On that small plus side, and there is one, if you can overlook or enjoy that type of commentary (toilet humour – because it does get worse out at Rosalee Station), you may just enjoy Rosalee Station as a very light look at outback life through the eyes of these Jackaroos and Jillaroos.

I rated

Rosalee Station

Rosalee Station

as a two star read/audiobook

At the time of writing my review

other Goodreads readers had awarded

Rosalee Station

an average of 4.04 stars

from 336 ratings

and 29 reviews.

Rosalee Station

can be purchased online at

Booktopia, Fishpond and Amazon

Book Review-Surviving-Ice

Surviving Ice

(Burying Water #4)

by

K. A. Tucker

 

Surviving Ice is the fourth and last of the Burying Water series by K. A. Tucker. 

Surviving Ice is set in San Francisco and features Ivy the prickly tattoo artist from early offerings in the series. 

Yet again Kathleen Tucker writes her novel so that it could be read as a standalone or part of a series.  There is just enough background to tie characters together without overwhelming (series) readers with too much already known information from previous books.

 

In a nutshell, Ivy narrowly misses out on coming to a tragic end and then slowly falls in love with the mercenary who was sent to end her short life.  If required.

 

Surviving Ice also does away with foreign villains and uses home-grown American citizens as villains of the day.

 

.Surviving Ice (Burying Water, #4)

 

Other Goodreads readers have rated

Surviving Ice

an average of 4.10 stars

from 3,671 ratings and

453 reviews.

***

I think

Surviving Ice

is a solid

read.

Surviving Ice

can be purchased on-line at

FishpondBooktopia, and Amazon

 

 

Book-Review-Until-It-Fades

 

Until-It-Fades

by

K. A. Tucker

***

 

Until It Fades, is another of K. A. Tucker’s standalone novels in which a twenty-four year old waitress with her five year old daughter take the leading roles.

To say Catherine Wright has a strained relationship with her mother would be an understatement.  After leaving home Catherine decides she will not return to her family home no matter hard difficult her life is.  She finds herself working as a waitress in a truck stop.  Her boss sets her up on a blind date and it is while she is returning from this date that she happens across a car which has hit an oak tree.  She manages to free the passenger just before the car explodes.

Naturally, this is the beginning of a romance, which Catherine doesn’t think will last, with Brett, the well known captain of a Canadian hockey team.  For me, the star of this book was Brenna, Catherine’s five year old daughter.  Until It Fades is a light, easy and enjoyable read.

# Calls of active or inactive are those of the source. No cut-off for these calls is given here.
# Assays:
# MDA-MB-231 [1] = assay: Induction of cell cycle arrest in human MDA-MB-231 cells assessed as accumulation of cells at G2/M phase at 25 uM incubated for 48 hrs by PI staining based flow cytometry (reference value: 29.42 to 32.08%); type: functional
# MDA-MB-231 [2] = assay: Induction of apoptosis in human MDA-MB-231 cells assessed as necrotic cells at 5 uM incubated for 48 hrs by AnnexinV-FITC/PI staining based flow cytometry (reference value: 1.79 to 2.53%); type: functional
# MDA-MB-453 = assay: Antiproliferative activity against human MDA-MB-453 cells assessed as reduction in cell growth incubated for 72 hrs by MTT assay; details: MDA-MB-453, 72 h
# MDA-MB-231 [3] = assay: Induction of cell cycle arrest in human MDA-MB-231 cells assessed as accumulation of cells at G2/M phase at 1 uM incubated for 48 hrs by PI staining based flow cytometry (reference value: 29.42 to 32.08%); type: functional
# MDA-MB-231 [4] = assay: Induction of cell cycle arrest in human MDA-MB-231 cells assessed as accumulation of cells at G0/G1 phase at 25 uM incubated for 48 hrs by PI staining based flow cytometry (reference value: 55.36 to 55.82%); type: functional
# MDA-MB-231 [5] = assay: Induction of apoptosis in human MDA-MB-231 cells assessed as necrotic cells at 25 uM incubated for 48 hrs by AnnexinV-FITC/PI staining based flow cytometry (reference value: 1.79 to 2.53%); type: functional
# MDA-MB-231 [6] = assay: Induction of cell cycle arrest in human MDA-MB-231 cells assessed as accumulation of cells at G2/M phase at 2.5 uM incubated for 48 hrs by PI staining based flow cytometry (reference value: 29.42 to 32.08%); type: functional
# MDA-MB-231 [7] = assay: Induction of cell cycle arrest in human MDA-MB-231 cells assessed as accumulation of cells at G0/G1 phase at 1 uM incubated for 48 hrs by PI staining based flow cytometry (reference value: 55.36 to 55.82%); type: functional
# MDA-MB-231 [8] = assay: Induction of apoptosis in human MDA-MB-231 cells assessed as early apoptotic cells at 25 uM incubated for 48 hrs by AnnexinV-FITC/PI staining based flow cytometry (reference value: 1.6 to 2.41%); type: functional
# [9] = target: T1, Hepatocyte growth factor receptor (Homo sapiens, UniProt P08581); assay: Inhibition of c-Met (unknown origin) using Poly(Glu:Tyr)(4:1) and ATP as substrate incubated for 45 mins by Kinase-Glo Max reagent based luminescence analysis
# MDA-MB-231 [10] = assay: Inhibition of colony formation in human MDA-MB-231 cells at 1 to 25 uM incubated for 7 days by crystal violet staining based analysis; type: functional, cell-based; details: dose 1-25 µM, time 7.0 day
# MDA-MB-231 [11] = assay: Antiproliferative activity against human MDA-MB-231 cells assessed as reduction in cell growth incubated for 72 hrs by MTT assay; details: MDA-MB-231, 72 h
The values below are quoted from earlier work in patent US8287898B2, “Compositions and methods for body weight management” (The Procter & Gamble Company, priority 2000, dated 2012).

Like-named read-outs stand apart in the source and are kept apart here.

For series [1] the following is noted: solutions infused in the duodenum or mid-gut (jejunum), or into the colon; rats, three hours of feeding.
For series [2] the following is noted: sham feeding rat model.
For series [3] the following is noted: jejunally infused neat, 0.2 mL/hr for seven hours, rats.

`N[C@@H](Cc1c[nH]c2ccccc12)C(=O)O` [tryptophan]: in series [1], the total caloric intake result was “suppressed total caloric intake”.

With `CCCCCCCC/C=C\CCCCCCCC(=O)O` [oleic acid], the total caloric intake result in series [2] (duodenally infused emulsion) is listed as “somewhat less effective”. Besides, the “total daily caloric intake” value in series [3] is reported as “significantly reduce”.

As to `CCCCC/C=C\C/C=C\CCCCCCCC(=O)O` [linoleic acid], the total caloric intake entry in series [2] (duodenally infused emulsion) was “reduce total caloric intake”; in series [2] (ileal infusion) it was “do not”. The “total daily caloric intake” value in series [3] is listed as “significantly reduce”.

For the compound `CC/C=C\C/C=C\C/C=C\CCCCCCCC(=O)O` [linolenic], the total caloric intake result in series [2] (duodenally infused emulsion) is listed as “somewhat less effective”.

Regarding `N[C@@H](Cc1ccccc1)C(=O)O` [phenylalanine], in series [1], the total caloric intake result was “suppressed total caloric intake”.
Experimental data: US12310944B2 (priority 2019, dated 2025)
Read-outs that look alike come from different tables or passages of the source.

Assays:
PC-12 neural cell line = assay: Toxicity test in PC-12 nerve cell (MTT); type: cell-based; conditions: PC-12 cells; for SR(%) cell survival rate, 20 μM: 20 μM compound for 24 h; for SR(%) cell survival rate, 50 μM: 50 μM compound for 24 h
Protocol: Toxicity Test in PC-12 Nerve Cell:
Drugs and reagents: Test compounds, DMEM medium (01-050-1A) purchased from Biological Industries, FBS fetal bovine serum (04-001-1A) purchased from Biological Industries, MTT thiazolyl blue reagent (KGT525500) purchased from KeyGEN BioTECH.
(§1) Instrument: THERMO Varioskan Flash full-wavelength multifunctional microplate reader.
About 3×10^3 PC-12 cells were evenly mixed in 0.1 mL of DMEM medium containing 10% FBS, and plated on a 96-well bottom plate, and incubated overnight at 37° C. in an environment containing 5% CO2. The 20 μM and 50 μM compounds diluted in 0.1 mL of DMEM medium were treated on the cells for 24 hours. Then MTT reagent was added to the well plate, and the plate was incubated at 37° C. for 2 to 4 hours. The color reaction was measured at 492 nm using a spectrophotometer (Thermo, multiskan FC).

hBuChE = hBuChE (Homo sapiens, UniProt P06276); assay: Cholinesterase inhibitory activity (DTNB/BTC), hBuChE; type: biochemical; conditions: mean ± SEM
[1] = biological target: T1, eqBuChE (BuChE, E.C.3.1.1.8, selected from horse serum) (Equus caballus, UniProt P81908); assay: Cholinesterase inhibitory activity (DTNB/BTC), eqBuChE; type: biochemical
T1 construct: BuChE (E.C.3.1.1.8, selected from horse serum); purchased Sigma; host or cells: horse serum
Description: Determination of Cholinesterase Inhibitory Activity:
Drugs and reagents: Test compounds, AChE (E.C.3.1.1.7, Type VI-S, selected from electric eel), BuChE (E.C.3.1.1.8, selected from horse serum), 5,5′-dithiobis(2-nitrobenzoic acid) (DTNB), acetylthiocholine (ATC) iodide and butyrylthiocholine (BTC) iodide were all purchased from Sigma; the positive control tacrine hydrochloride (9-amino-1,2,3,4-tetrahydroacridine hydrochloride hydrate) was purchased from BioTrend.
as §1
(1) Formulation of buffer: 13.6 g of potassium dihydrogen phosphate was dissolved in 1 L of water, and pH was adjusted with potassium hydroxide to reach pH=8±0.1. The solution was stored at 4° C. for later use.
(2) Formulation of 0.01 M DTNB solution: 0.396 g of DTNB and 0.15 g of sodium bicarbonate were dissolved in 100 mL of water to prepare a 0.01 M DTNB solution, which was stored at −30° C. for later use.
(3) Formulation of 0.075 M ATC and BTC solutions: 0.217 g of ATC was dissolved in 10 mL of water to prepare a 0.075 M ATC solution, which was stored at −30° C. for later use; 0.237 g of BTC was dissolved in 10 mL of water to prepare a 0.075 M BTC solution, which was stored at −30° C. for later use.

I rated

Until It Fades

as an enjoyable

four star read.

At the time of writing my review

other Goodreads readers have rated

Until It Fades

an average of 3.98 stars

from 12,837 ratings

and 1,495 reviews.

***

:Until It Fades

Until It Fades

can be purchased online at

Booktopia, Fishpond and Amazon

 ***

Book-Review-Wild-at-Heart

 

Wild-at-Heart

by

K. A. Tucker

***

Wild-at-Heart, by K. A. Tucker is a sequel to The Simple Wild.  After the death of her father, Wren, Calla returns to Toronto where she tries to recommence her ‘normal’ life.

However her father’s death and no Jonah has left a huge gap in her life.  Finally Jonah turns up, in Toronto, unannounced and asks Calla to move to Alaska.

A log cabin out in the bush is not quite what Calla was expecting and she does have trouble finding her way especially when Jonah is not around.

 

While I enjoyed Wild at Heart as a story the tension between Calla and Jonah did not permit any of the repartee sprinkled throughout The Simple Wild.  I just loved The Simply Wild banter.  In fact it was not until about half way through Wild at Heart that Calla struck up friendships which permitted her to show the cheeky side of her personality.

I rated

Wild at Heart

as an enjoyable

four star read.

At the time of writing my review

other Goodreads readers have rated

Wild at Heart

an average of 4.39 stars

from 4,098 ratings

and 865 reviews.

***

Wild at Heart: A Novel (The Simple Wild Book 2) by [K.A. Tucker]:

Wild at Heart

can be purchased online at

Booktopia, Fishpond and Amazon

 ***

Book-Review-The-Simple-Wild

 

The Simple Wild

by

K. A. Tucker

***

The Simple Wild, by K. A. Tucker is a story of reconciliation between father and daughter in the small fictional town of Bangor in Western Alaska.   Calla hasn’t seen her father (Wren) since she was two.  Twenty-four years after her mother left Alaska, Calla receives a message from a total stranger telling her that her father (Wren) is very ill.  That in a nutshell is the beginning of The Simple Wild, a Western Alaska romance.

Upon arriving in Alaska, Calla finds that her Toronto finest is not suitable for the wet muddy conditions Alaska presents.  Calla’s initial meeting with her pilot (Jonah -AKA, The Yeti) is strained, to say the least, and it takes a while before she sees, and understands, Jonah’s true personality.  A similar first encounter with her father ensues.  It is only after this very tentative beginning to Alaskan life that Calla grows to love her father, his friends and in particular the Yeti.

I enjoyed the humour sprinkled throughout The Simple Wild and constantly found myself chuckling at the repartee between Calla and Jonah.

I rated

The Simple Wild

as an enjoyable

five star read.

At the time of writing my review

other Goodreads readers have rated

The Simple Wild

an average of 4.44 stars

from 19,662 ratings

and 3,502 reviews.

***

The Simple Wild

can be purchased online at

Booktopia, Fishpond and Amazon

 ***